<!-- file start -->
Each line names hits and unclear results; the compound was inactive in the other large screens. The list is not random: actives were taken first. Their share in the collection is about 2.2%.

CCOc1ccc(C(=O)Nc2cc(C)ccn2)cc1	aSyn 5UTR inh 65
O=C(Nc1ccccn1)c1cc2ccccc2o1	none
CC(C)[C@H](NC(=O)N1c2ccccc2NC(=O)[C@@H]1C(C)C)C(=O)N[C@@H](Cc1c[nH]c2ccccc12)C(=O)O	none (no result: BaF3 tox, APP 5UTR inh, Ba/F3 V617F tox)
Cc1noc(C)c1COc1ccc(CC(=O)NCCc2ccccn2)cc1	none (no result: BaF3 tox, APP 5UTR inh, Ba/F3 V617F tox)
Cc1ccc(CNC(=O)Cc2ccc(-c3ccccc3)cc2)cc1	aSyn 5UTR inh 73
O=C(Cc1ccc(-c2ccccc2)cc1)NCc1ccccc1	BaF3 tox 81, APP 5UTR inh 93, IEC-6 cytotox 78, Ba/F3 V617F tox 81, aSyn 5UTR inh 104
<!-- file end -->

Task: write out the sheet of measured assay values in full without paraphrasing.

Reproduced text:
Each line names hits and unclear results; the compound was inactive in the other large screens. The list is not random: actives were taken first. Their share in the collection is about 2.2%.

CCOc1ccc(C(=O)Nc2cc(C)ccn2)cc1	aSyn 5UTR inh 65
O=C(Nc1ccccn1)c1cc2ccccc2o1	none
CC(C)[C@H](NC(=O)N1c2ccccc2NC(=O)[C@@H]1C(C)C)C(=O)N[C@@H](Cc1c[nH]c2ccccc12)C(=O)O	none (no result: BaF3 tox, APP 5UTR inh, Ba/F3 V617F tox)
Cc1noc(C)c1COc1ccc(CC(=O)NCCc2ccccn2)cc1	none (no result: BaF3 tox, APP 5UTR inh, Ba/F3 V617F tox)
Cc1ccc(CNC(=O)Cc2ccc(-c3ccccc3)cc2)cc1	aSyn 5UTR inh 73
O=C(Cc1ccc(-c2ccccc2)cc1)NCc1ccccc1	BaF3 tox 81, APP 5UTR inh 93, IEC-6 cytotox 78, Ba/F3 V617F tox 81, aSyn 5UTR inh 104